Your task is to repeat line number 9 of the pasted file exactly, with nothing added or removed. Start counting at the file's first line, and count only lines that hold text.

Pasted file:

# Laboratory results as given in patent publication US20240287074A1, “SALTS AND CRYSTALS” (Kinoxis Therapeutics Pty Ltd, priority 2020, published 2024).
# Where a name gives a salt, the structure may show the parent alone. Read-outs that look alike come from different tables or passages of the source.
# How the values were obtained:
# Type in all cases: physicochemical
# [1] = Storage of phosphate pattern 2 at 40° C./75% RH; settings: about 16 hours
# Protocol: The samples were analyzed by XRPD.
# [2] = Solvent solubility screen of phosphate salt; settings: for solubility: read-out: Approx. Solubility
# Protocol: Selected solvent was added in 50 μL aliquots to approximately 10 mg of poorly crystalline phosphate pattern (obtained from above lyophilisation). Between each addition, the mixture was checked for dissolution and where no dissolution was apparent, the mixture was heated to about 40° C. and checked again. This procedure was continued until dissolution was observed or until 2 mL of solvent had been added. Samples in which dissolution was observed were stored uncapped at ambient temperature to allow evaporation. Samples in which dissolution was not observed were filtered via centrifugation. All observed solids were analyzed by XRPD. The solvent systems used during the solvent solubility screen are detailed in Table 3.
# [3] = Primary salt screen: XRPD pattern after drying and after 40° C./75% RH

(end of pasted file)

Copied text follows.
# [3] = Primary salt screen: XRPD pattern after drying and after 40° C./75% RH